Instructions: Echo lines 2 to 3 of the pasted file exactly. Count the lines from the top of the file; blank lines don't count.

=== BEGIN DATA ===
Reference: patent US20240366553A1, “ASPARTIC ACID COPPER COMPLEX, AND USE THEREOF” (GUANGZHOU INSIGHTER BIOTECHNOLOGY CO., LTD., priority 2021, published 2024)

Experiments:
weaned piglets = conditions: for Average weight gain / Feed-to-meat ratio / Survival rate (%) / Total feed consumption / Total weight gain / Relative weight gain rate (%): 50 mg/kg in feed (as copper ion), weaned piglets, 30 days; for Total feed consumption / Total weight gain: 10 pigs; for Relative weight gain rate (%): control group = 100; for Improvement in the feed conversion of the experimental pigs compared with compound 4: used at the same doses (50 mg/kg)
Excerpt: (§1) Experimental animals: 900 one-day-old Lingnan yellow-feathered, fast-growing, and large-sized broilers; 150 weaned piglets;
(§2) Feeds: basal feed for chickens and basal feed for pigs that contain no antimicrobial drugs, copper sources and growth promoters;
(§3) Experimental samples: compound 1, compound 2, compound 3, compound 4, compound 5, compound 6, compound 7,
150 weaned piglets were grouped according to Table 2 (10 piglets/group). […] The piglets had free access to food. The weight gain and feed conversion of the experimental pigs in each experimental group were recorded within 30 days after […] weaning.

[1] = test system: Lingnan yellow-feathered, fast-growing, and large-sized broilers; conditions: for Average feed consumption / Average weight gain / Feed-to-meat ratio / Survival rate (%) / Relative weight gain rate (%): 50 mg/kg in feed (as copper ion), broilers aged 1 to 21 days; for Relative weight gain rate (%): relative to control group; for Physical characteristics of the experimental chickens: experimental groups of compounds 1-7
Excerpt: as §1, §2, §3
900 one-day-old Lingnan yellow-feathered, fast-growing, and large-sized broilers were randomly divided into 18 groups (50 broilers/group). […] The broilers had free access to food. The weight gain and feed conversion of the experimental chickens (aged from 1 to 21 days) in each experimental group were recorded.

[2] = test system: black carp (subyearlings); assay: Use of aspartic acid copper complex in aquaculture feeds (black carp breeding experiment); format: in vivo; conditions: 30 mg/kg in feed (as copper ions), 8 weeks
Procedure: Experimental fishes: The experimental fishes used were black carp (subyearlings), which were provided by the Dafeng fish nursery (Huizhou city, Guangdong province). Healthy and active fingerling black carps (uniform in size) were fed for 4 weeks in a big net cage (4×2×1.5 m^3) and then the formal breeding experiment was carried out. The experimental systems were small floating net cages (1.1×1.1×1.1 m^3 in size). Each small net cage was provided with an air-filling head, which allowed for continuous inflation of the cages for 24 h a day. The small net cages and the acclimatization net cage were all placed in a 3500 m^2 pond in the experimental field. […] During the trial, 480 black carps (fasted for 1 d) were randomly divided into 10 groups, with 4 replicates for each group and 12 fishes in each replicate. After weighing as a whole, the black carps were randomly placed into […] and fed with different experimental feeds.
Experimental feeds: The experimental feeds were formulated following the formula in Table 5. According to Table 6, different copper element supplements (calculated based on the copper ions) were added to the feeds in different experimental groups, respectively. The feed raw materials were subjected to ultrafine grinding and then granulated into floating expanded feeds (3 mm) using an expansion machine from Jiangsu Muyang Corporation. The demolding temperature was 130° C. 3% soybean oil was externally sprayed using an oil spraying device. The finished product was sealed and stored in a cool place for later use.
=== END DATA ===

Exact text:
Experiments:
weaned piglets = conditions: for Average weight gain / Feed-to-meat ratio / Survival rate (%) / Total feed consumption / Total weight gain / Relative weight gain rate (%): 50 mg/kg in feed (as copper ion), weaned piglets, 30 days; for Total feed consumption / Total weight gain: 10 pigs; for Relative weight gain rate (%): control group = 100; for Improvement in the feed conversion of the experimental pigs compared with compound 4: used at the same doses (50 mg/kg)